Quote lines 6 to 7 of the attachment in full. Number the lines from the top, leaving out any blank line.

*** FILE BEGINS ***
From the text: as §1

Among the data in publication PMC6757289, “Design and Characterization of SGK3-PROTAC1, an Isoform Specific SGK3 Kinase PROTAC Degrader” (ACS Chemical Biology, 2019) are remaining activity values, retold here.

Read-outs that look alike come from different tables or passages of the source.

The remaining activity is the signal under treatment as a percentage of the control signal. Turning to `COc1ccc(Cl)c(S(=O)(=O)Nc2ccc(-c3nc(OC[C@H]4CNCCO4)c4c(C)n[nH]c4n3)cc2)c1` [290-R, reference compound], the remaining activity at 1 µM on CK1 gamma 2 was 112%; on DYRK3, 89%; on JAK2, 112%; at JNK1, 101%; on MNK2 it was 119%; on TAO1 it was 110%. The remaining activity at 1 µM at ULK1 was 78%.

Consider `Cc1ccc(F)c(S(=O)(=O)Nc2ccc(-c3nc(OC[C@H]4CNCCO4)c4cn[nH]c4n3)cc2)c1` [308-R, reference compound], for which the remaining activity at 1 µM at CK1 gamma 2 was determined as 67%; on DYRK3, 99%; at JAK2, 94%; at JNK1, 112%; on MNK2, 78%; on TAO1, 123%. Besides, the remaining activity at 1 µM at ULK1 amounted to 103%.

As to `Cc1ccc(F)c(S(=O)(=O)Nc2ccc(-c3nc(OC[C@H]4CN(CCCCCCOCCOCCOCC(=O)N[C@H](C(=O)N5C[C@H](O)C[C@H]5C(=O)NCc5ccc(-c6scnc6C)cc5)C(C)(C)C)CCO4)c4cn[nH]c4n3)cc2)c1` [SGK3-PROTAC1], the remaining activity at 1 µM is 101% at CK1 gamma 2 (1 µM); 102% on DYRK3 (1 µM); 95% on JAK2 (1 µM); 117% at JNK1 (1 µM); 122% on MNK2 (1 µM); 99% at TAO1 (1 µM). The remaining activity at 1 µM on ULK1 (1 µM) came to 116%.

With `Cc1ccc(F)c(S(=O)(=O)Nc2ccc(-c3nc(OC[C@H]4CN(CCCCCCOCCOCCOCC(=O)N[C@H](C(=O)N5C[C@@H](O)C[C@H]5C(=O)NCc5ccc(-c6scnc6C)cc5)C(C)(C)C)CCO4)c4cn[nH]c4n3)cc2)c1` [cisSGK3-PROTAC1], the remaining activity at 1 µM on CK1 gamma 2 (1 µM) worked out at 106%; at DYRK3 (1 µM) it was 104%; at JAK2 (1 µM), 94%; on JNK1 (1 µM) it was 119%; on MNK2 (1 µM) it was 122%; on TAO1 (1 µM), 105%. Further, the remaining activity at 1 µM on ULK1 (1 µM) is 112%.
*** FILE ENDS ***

As to `Cc1ccc(F)c(S(=O)(=O)Nc2ccc(-c3nc(OC[C@H]4CN(CCCCCCOCCOCCOCC(=O)N[C@H](C(=O)N5C[C@H](O)C[C@H]5C(=O)NCc5ccc(-c6scnc6C)cc5)C(C)(C)C)CCO4)c4cn[nH]c4n3)cc2)c1` [SGK3-PROTAC1], the remaining activity at 1 µM is 101% at CK1 gamma 2 (1 µM); 102% on DYRK3 (1 µM); 95% on JAK2 (1 µM); 117% at JNK1 (1 µM); 122% on MNK2 (1 µM); 99% at TAO1 (1 µM). The remaining activity at 1 µM on ULK1 (1 µM) came to 116%.

With `Cc1ccc(F)c(S(=O)(=O)Nc2ccc(-c3nc(OC[C@H]4CN(CCCCCCOCCOCCOCC(=O)N[C@H](C(=O)N5C[C@@H](O)C[C@H]5C(=O)NCc5ccc(-c6scnc6C)cc5)C(C)(C)C)CCO4)c4cn[nH]c4n3)cc2)c1` [cisSGK3-PROTAC1], the remaining activity at 1 µM on CK1 gamma 2 (1 µM) worked out at 106%; at DYRK3 (1 µM) it was 104%; at JAK2 (1 µM), 94%; on JNK1 (1 µM) it was 119%; on MNK2 (1 µM) it was 122%; on TAO1 (1 µM), 105%. Further, the remaining activity at 1 µM on ULK1 (1 µM) is 112%.